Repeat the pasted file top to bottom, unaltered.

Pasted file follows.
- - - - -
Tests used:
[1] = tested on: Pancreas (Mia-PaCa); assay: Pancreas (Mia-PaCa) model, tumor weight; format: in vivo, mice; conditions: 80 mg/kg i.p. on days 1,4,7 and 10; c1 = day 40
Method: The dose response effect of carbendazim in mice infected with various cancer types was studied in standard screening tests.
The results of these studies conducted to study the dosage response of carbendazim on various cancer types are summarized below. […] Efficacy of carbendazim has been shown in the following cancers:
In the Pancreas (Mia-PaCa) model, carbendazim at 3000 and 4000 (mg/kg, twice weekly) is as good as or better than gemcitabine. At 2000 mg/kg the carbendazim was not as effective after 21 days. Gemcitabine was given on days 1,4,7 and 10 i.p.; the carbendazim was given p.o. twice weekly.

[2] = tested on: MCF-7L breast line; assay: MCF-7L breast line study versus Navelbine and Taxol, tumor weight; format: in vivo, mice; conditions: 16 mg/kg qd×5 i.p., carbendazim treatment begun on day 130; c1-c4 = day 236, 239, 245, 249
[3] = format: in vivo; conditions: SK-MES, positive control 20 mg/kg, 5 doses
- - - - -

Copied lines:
Tests used:
[1] = tested on: Pancreas (Mia-PaCa); assay: Pancreas (Mia-PaCa) model, tumor weight; format: in vivo, mice; conditions: 80 mg/kg i.p. on days 1,4,7 and 10; c1 = day 40
Method: The dose response effect of carbendazim in mice infected with various cancer types was studied in standard screening tests.
The results of these studies conducted to study the dosage response of carbendazim on various cancer types are summarized below. […] Efficacy of carbendazim has been shown in the following cancers:
In the Pancreas (Mia-PaCa) model, carbendazim at 3000 and 4000 (mg/kg, twice weekly) is as good as or better than gemcitabine. At 2000 mg/kg the carbendazim was not as effective after 21 days. Gemcitabine was given on days 1,4,7 and 10 i.p.; the carbendazim was given p.o. twice weekly.

[2] = tested on: MCF-7L breast line; assay: MCF-7L breast line study versus Navelbine and Taxol, tumor weight; format: in vivo, mice; conditions: 16 mg/kg qd×5 i.p., carbendazim treatment begun on day 130; c1-c4 = day 236, 239, 245, 249
[3] = format: in vivo; conditions: SK-MES, positive control 20 mg/kg, 5 doses